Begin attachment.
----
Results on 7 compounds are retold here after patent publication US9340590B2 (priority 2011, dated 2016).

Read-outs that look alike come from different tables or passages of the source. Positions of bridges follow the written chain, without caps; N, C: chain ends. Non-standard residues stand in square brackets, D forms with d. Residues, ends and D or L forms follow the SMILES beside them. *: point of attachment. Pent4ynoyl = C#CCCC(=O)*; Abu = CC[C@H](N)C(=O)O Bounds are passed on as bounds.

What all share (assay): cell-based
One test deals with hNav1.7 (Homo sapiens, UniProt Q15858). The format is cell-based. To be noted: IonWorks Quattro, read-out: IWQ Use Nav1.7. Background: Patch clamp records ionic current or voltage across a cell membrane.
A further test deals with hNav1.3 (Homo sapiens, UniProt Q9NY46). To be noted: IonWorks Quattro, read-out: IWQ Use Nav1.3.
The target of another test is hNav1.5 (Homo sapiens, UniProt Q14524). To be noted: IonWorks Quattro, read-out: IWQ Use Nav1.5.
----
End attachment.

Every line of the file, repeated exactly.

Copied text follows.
Results on 7 compounds are retold here after patent publication US9340590B2 (priority 2011, dated 2016).

Read-outs that look alike come from different tables or passages of the source. Positions of bridges follow the written chain, without caps; N, C: chain ends. Non-standard residues stand in square brackets, D forms with d. Residues, ends and D or L forms follow the SMILES beside them. *: point of attachment. Pent4ynoyl = C#CCCC(=O)*; Abu = CC[C@H](N)C(=O)O Bounds are passed on as bounds.

What all share (assay): cell-based
One test deals with hNav1.7 (Homo sapiens, UniProt Q15858). The format is cell-based. To be noted: IonWorks Quattro, read-out: IWQ Use Nav1.7. Background: Patch clamp records ionic current or voltage across a cell membrane.
A further test deals with hNav1.3 (Homo sapiens, UniProt Q9NY46). To be noted: IonWorks Quattro, read-out: IWQ Use Nav1.3.
The target of another test is hNav1.5 (Homo sapiens, UniProt Q14524). To be noted: IonWorks Quattro, read-out: IWQ Use Nav1.5.